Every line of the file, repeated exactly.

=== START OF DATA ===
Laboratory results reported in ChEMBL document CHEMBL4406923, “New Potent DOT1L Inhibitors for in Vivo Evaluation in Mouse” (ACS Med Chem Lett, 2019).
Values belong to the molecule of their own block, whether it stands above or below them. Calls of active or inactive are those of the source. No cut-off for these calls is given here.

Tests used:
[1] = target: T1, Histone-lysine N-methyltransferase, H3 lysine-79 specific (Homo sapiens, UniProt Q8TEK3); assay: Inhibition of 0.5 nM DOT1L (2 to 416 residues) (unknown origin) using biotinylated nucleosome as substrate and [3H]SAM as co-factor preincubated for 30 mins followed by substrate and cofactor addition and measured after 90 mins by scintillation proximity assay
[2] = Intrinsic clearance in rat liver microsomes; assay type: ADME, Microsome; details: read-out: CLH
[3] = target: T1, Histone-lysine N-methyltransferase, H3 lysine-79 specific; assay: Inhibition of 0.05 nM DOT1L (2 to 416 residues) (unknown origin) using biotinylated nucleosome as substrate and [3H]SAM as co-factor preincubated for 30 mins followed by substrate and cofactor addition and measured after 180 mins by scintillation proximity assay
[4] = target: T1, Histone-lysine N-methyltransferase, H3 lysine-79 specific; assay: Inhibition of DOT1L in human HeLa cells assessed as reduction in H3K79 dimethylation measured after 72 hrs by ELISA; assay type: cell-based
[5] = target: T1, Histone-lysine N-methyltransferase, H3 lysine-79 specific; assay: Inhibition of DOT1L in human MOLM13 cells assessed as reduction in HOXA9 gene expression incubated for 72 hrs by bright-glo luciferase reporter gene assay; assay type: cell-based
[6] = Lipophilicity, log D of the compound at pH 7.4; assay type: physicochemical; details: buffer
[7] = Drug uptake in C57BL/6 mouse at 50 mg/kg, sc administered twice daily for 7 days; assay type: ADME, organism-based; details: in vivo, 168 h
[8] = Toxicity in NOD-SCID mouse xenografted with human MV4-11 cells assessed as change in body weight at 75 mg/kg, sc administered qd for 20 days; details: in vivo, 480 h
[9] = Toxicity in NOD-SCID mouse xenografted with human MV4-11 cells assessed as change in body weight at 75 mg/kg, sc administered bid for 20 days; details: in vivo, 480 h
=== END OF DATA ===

Laboratory results reported in ChEMBL document CHEMBL4406923, “New Potent DOT1L Inhibitors for in Vivo Evaluation in Mouse” (ACS Med Chem Lett, 2019).
Values belong to the molecule of their own block, whether it stands above or below them. Calls of active or inactive are those of the source. No cut-off for these calls is given here.

Tests used:
[1] = target: T1, Histone-lysine N-methyltransferase, H3 lysine-79 specific (Homo sapiens, UniProt Q8TEK3); assay: Inhibition of 0.5 nM DOT1L (2 to 416 residues) (unknown origin) using biotinylated nucleosome as substrate and [3H]SAM as co-factor preincubated for 30 mins followed by substrate and cofactor addition and measured after 90 mins by scintillation proximity assay
[2] = Intrinsic clearance in rat liver microsomes; assay type: ADME, Microsome; details: read-out: CLH
[3] = target: T1, Histone-lysine N-methyltransferase, H3 lysine-79 specific; assay: Inhibition of 0.05 nM DOT1L (2 to 416 residues) (unknown origin) using biotinylated nucleosome as substrate and [3H]SAM as co-factor preincubated for 30 mins followed by substrate and cofactor addition and measured after 180 mins by scintillation proximity assay
[4] = target: T1, Histone-lysine N-methyltransferase, H3 lysine-79 specific; assay: Inhibition of DOT1L in human HeLa cells assessed as reduction in H3K79 dimethylation measured after 72 hrs by ELISA; assay type: cell-based
[5] = target: T1, Histone-lysine N-methyltransferase, H3 lysine-79 specific; assay: Inhibition of DOT1L in human MOLM13 cells assessed as reduction in HOXA9 gene expression incubated for 72 hrs by bright-glo luciferase reporter gene assay; assay type: cell-based
[6] = Lipophilicity, log D of the compound at pH 7.4; assay type: physicochemical; details: buffer
[7] = Drug uptake in C57BL/6 mouse at 50 mg/kg, sc administered twice daily for 7 days; assay type: ADME, organism-based; details: in vivo, 168 h
[8] = Toxicity in NOD-SCID mouse xenografted with human MV4-11 cells assessed as change in body weight at 75 mg/kg, sc administered qd for 20 days; details: in vivo, 480 h
[9] = Toxicity in NOD-SCID mouse xenografted with human MV4-11 cells assessed as change in body weight at 75 mg/kg, sc administered bid for 20 days; details: in vivo, 480 h